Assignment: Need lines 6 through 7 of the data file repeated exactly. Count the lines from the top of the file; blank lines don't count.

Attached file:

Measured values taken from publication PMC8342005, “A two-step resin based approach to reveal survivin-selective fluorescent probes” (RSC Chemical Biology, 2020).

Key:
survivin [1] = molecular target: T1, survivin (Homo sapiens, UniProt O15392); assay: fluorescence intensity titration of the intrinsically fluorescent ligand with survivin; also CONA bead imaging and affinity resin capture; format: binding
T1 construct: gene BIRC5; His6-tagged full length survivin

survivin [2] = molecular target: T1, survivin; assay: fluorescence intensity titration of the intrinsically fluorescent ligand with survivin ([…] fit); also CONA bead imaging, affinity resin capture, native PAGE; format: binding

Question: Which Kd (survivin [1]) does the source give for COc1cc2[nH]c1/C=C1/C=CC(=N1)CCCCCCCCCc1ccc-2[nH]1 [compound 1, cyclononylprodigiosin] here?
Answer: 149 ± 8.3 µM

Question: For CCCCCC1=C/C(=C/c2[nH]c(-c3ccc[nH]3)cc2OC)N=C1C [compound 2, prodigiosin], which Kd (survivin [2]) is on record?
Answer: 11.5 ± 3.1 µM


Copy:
Question: Which Kd (survivin [1]) does the source give for COc1cc2[nH]c1/C=C1/C=CC(=N1)CCCCCCCCCc1ccc-2[nH]1 [compound 1, cyclononylprodigiosin] here?
Answer: 149 ± 8.3 µM